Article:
Editors’ Picks—”15″ Favorite Blog Posts
In honor of our 15th year in publication, we asked our editors for some of their most favorite Brain, Mother blog posts. Here are the top 15 selections:
MAMA: Mother Against More Activities
I’m not sure when doing nothing after school fell out of favor. As a kid, I was a pro at nothing. We all were.
A Child-less Party With a Child-Free Friend
Motherhood has become so consuming to me that, despite best efforts, I find it hard not to project onto other women a desire for the sense of purpose it offers.
The quiet certainty that you’re not alone and that you are loved.
Sixteen is full of paper thin promise, delicate due to the decisions I can’t make for her anymore, decisions that will determine what happens next.
She was mine, this sweet baby girl, but she belonged to others, too.
By Anne Sawan
When he was small, he would ask me to sleep with him every night.
“Please sleep with me Mom.”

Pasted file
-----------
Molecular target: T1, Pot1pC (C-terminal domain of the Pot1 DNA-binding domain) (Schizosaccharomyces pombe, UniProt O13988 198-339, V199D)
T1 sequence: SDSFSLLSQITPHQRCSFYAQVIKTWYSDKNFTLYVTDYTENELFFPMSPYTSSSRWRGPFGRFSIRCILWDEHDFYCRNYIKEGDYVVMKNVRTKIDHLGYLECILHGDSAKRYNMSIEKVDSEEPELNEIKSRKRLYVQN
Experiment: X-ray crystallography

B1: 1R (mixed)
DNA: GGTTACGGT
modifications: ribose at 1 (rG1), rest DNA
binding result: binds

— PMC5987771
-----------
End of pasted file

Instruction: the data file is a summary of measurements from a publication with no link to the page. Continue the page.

And most nights I would. I would snuggle in next to him, feeling his small body pressed against mine, an arm thrown across my neck as he burrowed in so close our noses would touch, his breath minty and sweet against my cheek, his hair still damp and fresh from the bath.
I got very tired of telling people that I do know the difference between a child with an active imagination and one who has come untethered from reality.
Contractions of the womb are nothing compared with contractions of the heart, and the labor that comes post partum lasts much longer.
Within families we are one another’s collateral damage. But so often, we are the most tender collateral damage that anyone could dream of…
Graceless: Sleep Deprived Thoughts on Raising a Chronically Ill Child
I’m the graceless one. I am graceless forever expecting. For never accepting. How graceless of me to expect perfection from either of you.
I did for them everything I believed a good mother would do for her children and clenched my teeth and prayed it was enough, or right, or that at the very least they would be OK in spite of the depth of my brokenness.
A teenage boy is a bundle of contradictions. He has muscles now, real ones and not the ones you pinched and praised when he flexed in front of the bathroom mirror at age five.